Max Hattler

"Collision" (2005). Max Hattler's multi-award winning abstract political short film. Islamic patterns and American quilts and the colours and geometry of flags as an abstract field of reflection.

"Drift" (2007). This piece, according to the artist, "considers the body as landscape through close-up images of skin. The music likewise takes a close-up view of a series of harp chords and viola harmonics. Using real photography in extreme close-up creates a foreign yet familiar world, removed from reality, yet sometimes almost too close. In the music, this tension is mirrored. Original samples are exploded into a multitude of tiny elements before being reconstructed into a tight arrangement based on the Fibonacci series." The music is by Mark Bowden.

"Spin" - excerpt (2010). Winner of the Political Animation Award at KLIK! Amsterdam Animation Festival 2010.

Max Hattler performing with sound artist Ocusonic, live at Videomedeja, Novi Sad, in Serbia (December 2010). 40'00" live a/v performance, 4'14" excerpt (Noodle Soup).

Max Hattler is a multi-award winning London-based animation and video artist, born in Germany. He graduated from Goldsmiths College and the Royal College of Art, in London. Hattler has shown his work in a variety of galleries, festivals and institutions, such as the California Institute of the Arts (Valencia - U.S.), Centre Georges Pompidou (Paris - France), Solothurn Film Festival (Switzerland), St. Louis International Film Festival (U.S.), MOCA Taipei (Taiwan), Sculpture Museum (Marl - Germany), Cas Zuidas Festival (Amsterdam - Holland), Centro Andaluz de Arte Contemporáneo (Seville - Spain), Museu da Imagem e do Som (São Paulo - Brazil), Gasworks Gallery (London - England), Neue Berliner Initiative (Berlin - Germany), Lumen Eclipse (Cambridge - U.S.), among others.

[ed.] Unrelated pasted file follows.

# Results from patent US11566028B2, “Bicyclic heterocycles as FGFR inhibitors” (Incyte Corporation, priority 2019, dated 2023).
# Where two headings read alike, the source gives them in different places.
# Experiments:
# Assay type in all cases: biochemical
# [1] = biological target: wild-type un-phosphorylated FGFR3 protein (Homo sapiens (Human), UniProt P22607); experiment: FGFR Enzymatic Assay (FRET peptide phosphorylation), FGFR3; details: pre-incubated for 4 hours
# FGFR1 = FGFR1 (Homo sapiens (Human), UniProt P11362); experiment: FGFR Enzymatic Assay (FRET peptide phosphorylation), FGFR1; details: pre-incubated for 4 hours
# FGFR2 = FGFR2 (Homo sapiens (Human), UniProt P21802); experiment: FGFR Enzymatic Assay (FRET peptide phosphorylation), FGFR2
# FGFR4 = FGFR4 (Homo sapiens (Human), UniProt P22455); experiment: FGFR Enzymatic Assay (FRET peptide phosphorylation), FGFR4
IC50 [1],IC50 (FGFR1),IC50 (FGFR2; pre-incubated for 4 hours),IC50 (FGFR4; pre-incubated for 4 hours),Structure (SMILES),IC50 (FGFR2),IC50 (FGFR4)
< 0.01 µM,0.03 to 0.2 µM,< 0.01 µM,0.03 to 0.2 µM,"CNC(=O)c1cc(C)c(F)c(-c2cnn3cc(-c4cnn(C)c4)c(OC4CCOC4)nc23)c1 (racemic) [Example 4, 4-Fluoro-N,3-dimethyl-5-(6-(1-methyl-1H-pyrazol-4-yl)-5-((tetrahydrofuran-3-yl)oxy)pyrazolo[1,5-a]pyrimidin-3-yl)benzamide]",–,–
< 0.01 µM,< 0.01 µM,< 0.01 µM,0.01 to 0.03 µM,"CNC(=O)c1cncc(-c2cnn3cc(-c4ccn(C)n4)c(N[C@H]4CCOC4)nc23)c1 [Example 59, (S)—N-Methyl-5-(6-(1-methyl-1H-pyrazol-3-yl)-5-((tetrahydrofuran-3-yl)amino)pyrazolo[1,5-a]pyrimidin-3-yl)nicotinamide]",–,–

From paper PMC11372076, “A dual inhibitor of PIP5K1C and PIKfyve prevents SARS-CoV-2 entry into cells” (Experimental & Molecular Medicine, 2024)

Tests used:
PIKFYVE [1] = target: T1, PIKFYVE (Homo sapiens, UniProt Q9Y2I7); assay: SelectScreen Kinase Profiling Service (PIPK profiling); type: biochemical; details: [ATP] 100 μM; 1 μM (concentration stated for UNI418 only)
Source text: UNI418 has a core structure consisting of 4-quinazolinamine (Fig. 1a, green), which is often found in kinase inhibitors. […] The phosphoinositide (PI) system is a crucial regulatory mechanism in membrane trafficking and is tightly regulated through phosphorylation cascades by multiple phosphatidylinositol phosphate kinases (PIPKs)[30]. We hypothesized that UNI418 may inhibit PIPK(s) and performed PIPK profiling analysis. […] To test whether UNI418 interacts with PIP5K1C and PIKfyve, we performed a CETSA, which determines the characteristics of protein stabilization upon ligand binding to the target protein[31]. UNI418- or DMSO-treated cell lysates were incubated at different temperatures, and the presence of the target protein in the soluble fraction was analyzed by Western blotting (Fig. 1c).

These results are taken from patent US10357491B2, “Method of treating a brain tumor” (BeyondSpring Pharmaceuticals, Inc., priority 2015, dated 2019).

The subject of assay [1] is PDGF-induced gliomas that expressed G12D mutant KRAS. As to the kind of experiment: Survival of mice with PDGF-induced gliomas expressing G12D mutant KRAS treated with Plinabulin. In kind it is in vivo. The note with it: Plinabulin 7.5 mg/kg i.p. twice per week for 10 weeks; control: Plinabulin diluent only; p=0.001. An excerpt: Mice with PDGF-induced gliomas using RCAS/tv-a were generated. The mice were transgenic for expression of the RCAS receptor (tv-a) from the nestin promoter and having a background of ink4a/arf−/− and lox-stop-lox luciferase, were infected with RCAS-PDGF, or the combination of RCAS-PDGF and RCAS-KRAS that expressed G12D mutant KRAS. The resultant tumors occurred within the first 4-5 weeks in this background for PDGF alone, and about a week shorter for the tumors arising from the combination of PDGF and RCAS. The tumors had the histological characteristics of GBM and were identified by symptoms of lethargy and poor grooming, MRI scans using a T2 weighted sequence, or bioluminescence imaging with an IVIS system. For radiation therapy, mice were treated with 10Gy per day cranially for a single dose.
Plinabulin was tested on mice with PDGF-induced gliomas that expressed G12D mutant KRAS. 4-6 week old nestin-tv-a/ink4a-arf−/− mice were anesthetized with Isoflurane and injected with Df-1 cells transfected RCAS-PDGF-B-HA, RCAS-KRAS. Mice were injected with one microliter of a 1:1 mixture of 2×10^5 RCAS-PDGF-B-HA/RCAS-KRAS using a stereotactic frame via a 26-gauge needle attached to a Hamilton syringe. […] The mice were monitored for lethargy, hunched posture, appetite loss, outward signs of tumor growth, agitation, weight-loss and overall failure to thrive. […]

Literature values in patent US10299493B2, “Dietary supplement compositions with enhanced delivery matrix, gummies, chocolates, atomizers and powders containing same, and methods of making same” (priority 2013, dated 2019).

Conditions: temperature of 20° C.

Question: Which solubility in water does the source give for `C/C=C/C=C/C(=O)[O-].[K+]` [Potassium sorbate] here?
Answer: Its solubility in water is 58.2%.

Max Hattler works on the thin line between abstraction and figuration, being able sometimes to create powerful political statements while eschewing the traditional constraints of narrative, choosing a poetics of implication over the mere construction of a discourse. In that matter, it is interesting to see how he is also able to mix the strategies of artistic practice with the techniques one would associate with the entertainment industry, creating pieces that can work on a variety of (sometimes) conflicting frameworks, from the gallery white cube to the dark walls of a nightclub, performing live in a film festival or spreading his interventions through the web.